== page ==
PORTLAND, Ore. — Organic light emitting diode (OLED) displays have richer colors, are thinner and lighter, and can be fabricated for curved, bendable, wearable, or even roll-up displays. While OLEDs come at a high price, a California startup claims to have a less expensive solution to manufacturing.
Menlo Park, Calif.-based Kateeva Inc. unveiled Yeildjet, technology to manufacture OLED displays using ink-jet printing, at Printed Electronics 2013, Nov. 20-21 in San Jose, Calif.
"Our Yieldjet is the first printing platform built from the ground up for mass production of OLEDs," Conor Madigan, co-founder and president of Kateeva, told EE Times. "We've addressed all the key issues in moving ink-jet printing of OLEDs from R&D to production."
Kateeva's Yieldjet tool manufactures OLED displays using ink-jet printer techniques.
Today, OLEDs are manufactured in a vacuum chamber using shadow masks to deposit the organic materials, which is wasteful of materials and adversely affects yields as stray particles are generated when masks are changed.
"Up to 90 percent of the deposited material is wasted," says Madigan. "And even a one-micron-sized particle can destroy a pixel."
Ink-jet printing, on the other hand, deposits material only where needed, thus being more economical of raw materials. Yieldjet also produces fewer stray particles, thus boosting yields by as much as 10 times, according to Kateeva, by producing fewer particles to begin with, and capturing any particles that are produced before they cause a problem.
Samsung concept smartwatch using a flexible OLED display.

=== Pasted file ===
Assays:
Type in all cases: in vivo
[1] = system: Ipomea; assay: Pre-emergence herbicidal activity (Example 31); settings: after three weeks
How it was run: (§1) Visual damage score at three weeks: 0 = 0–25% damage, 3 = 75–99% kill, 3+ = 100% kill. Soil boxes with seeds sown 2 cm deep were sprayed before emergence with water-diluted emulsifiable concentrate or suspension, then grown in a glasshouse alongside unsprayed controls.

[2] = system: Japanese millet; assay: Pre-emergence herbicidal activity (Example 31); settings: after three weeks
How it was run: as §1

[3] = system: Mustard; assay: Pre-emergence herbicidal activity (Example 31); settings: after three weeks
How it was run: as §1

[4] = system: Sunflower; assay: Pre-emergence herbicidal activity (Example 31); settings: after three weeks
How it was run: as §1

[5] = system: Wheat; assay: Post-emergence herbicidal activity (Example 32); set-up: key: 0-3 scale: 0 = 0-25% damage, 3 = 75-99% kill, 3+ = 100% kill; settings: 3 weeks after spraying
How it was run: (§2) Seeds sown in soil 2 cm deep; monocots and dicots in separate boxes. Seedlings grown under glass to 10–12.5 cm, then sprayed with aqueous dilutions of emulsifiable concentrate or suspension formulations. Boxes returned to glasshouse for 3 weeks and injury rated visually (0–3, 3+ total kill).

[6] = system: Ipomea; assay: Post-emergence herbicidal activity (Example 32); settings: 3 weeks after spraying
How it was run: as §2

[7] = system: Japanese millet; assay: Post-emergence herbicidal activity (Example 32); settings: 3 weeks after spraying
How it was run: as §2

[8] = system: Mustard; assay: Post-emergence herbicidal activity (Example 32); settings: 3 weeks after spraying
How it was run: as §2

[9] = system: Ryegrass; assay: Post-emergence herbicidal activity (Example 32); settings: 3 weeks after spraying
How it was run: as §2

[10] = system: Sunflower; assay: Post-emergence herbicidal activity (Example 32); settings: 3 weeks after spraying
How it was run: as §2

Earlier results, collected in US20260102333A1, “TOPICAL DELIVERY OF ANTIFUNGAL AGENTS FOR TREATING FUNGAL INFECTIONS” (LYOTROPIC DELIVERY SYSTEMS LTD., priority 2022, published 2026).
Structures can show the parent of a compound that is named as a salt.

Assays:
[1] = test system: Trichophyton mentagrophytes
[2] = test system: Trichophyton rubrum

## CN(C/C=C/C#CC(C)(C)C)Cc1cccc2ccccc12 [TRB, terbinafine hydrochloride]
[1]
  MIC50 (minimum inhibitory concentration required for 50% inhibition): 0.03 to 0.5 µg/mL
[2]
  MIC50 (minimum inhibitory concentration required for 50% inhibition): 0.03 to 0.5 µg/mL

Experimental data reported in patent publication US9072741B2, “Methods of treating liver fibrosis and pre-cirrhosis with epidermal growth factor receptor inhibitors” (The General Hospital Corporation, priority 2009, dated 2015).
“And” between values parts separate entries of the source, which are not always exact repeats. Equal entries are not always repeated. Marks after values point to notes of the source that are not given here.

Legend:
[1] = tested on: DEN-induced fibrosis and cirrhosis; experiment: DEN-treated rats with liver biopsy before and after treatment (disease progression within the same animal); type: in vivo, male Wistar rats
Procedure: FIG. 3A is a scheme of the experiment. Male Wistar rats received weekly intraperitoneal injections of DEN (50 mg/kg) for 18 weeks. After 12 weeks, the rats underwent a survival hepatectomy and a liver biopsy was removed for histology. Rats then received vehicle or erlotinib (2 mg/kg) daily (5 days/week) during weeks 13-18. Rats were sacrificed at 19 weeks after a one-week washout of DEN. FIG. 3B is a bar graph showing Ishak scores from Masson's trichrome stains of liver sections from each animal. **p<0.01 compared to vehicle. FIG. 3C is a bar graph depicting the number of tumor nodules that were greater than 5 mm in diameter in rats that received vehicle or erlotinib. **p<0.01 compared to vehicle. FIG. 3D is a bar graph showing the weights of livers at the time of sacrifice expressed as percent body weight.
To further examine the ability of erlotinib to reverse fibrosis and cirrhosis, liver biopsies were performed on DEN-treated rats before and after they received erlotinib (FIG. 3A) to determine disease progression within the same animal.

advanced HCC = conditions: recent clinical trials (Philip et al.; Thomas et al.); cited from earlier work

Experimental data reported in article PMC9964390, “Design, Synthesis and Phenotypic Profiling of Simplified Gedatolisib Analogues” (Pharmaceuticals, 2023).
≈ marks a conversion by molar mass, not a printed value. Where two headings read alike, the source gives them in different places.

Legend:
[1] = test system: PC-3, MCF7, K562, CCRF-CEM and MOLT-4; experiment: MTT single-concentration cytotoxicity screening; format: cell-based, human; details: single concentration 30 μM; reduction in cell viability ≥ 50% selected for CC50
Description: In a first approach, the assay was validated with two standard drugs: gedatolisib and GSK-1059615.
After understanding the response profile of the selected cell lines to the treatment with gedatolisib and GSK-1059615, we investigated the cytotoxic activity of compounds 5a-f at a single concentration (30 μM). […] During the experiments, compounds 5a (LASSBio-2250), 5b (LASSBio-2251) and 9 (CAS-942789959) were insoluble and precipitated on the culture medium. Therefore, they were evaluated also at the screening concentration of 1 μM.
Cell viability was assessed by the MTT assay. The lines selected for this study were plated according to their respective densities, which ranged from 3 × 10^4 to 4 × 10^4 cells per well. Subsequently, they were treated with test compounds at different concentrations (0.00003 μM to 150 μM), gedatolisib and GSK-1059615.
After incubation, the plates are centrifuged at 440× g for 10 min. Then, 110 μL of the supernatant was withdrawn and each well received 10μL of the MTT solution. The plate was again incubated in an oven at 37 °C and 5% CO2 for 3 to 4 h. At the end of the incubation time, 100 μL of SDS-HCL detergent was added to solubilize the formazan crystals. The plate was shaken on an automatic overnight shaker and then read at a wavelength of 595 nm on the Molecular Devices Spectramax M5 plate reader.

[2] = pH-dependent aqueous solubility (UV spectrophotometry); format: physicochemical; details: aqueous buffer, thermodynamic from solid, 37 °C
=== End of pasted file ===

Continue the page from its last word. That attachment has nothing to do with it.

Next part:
The second major concern of OLED manufacturers is the lifetime of the displays, which are adversely affected by the oxygen and moisture in air. Traditionally, a vacuum chamber is used for deposition, thus isolating the materials from oxygen and moisture. Ink-jet printers, on the other hand, cannot print in a vacuum, leading other ink-jet printer makers to operate in air, thus exposing the delicate organic films to oxygen and moisture during manufacturing -- adversely affecting the lifetime of OLEDs.
"Printing in air inherently lowers device quality," says Madigan.
To solve that problem, Kateeva isolates its printer in a nitrogen environment during manufacturing, which it claims up to doubles the lifetime of OLED displays manufactured by its Yieldjet.
The third key problem Kateeva claims to have solved is print uniformity. Anybody who has used an ink-jet printer is familiar with the banding problem when jets get clogged -- a problem what would be disastrous for yields when manufacturing OLED panels. However, Kateeva claims to have solved this problem by borrowing from the lessons learned on graphics ink-jet printing presses.
"We've adopted the algorithms used in the graphics arts industry to average out the non-uniformity they get from nozzles, and adapt them to OLED manufacturing," says Madigan. "We also directly monitor all of the nozzles that are printing in our system so that we have accurate information about the volume of each drop coming out of each nozzle at all times. Then we layer on top of that algorithms that make us much more tolerant of variations."
Yieldjet is a Gen-8-sized printer, handling OLED panels up to 2,500 by 2,200 millimeters (98 by 86 inches) with smaller models available for flexible displays. Kateeva claims to already have customers for its Yieldjet, and that displays manufactured using them will begin appearing in 2014.
— R. Colin Johnson, Advanced Technology Editor, EE Times